Introducing the Feed to Succeed Podcast

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Funny, down-to-earth, engaging talk show about kids’ food and nutrition; hosted by dietitian and pediatric nutrition expert, Betsy Hjelmgren and her co-host, culinary arts teacher and foodie expert, Jen Karakosta.

This first episode in a 12-part series about kids, food, and parenting in difficult feeding situations, introduces our hosts and explores their different backgrounds as food and nutrition experts, and parents themselves.

How Are Kids’ Nutrition Needs Different?

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Join Betsy and Jen as they delve into kids’ nutrition needs, and how the heck are they different from adults?!?

This lighthearted discussion addresses concerns from milk consumption, to protein needs; and other confusing issues related to how we feed our kids.

Download the General Nutrition Handout from the episode here.

Download the Teen Nutrition Handout here.

You’re Not a Short Order Cook

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Have you ever found yourself feeling like a short order cook in your own kitchen? We all have. Betsy and Jen discuss this approach to feeding kids, and provide their own insight and experience as a dietitian and a culinary expert to encourage you to take a stand against the temptation of short order cooking.

New Year’s Resolutions for a Healthy Family Make this year the healthiest year yet

There is no better time than the New Year to consider adopting some healthy habits for the whole family.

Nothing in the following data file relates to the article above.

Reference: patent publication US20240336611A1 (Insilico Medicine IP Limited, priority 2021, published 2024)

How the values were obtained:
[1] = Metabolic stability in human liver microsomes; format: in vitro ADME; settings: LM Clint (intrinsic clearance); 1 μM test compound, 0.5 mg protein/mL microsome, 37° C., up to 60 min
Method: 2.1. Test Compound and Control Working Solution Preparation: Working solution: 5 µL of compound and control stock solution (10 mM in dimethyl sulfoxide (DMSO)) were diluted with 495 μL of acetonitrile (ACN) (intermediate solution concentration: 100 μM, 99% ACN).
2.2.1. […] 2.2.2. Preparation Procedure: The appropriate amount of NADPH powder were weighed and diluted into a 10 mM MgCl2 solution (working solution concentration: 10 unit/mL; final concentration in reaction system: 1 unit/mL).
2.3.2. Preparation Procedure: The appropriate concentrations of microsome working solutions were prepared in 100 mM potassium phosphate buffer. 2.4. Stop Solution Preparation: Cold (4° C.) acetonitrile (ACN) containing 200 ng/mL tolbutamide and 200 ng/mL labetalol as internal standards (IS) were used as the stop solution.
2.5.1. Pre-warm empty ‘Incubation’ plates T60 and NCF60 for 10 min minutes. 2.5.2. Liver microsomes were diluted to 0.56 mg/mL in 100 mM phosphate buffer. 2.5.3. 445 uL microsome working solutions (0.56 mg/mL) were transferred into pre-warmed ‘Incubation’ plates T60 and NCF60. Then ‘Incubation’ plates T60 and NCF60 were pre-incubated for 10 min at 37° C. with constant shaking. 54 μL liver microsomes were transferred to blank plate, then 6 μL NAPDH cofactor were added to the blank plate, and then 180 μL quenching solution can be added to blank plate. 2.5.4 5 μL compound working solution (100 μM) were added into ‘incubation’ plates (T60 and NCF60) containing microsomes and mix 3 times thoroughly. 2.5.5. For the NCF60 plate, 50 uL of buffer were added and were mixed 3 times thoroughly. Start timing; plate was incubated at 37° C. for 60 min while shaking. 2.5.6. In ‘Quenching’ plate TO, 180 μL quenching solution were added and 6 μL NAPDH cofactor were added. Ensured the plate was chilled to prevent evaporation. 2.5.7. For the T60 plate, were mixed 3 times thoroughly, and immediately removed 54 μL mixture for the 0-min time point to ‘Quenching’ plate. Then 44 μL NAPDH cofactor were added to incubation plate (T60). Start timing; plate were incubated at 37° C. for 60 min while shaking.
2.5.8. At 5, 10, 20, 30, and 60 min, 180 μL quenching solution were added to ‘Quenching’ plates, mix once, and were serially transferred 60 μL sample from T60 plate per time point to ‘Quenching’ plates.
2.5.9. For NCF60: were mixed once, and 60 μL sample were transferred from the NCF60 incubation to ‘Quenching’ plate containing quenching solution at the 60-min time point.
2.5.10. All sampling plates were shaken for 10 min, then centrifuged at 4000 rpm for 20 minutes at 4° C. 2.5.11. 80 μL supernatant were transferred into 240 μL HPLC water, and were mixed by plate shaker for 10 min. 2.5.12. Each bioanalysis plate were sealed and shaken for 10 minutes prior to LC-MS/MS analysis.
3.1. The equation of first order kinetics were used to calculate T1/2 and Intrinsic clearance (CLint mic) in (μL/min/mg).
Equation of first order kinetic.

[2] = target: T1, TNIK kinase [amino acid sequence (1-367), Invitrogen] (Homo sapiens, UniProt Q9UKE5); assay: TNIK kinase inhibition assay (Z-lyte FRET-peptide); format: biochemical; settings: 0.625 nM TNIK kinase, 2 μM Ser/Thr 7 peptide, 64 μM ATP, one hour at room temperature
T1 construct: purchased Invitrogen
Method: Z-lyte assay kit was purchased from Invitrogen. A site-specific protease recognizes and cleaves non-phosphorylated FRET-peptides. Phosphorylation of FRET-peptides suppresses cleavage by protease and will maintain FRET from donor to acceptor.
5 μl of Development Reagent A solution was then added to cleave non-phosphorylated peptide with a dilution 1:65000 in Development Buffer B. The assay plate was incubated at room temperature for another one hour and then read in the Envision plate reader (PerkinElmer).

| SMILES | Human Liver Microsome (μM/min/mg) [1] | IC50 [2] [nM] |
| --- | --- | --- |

Wait. Strike that. There is NO TIME when you’re a parent.

That’s why we’ve done the work for you and came up with a few suggestions for making 2017 your family’s healthiest year yet.

Families–especially those with young children–have to constantly take stock and reassess what’s working and what’s not. And while big changes in diet are always hard, small changes that are achievable can still have a big impact. read more

How Your Child Sleeps Affects Diet By Gia Diakakis, RD

As dietitians, during our patient appointments, you can assume we will ask about the foods your child eats, foods they dislike, stooling patterns, and medications/supplements (amongst many other things!). One question that might catch you off guard is “How is your child sleeping?” After all, what does sleep have to do with nutrition?

Sleep habits have been shown to impact obesity among adolescents (and adults!). Specifically, inadequate sleep has been shown to correlate with high BMI, high body fat percentages and increased waist and hip circumferences. In the HELENA study, inadequate sleep for adolescents was defined as less than eight hours per night (as defined by the National Sleep Foundation).  In contrast, adolescents that slept longer were found to have significantly lower BMI’s. read more

We Moved!

We are so excited to share the news that Feed to Succeed is moving into a beautiful new space this September; just a mile down the street and closer to the Glen. Those of you coming to meet with us, please bear with the dust during this big transition. We can’t wait to have better resources to serve our wonderful community!

One Trick to Make Healthy Lunches

If there’s any mom out there who enjoys making lunches, I’d like to meet her.